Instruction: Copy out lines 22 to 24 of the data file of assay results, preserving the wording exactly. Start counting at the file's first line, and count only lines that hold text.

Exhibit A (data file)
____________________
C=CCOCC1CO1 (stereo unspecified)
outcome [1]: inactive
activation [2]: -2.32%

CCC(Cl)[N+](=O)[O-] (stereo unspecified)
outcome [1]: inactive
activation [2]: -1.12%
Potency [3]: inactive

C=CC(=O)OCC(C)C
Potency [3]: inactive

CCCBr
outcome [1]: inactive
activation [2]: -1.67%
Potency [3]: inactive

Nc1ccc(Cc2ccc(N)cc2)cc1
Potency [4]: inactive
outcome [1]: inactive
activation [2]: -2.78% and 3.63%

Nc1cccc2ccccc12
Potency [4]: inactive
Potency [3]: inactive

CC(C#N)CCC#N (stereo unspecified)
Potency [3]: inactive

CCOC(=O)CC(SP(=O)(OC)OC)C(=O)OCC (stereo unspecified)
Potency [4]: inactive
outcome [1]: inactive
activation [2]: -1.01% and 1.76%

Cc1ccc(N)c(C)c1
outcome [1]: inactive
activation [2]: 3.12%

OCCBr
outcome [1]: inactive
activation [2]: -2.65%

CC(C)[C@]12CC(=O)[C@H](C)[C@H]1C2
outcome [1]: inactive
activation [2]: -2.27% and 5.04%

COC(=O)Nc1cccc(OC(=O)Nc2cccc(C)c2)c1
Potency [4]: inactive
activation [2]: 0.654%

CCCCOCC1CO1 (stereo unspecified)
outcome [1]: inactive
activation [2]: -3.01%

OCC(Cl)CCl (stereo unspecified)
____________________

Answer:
Potency [3]: inactive

CCOC(=O)CC(SP(=O)(OC)OC)C(=O)OCC (stereo unspecified)
Potency [4]: inactive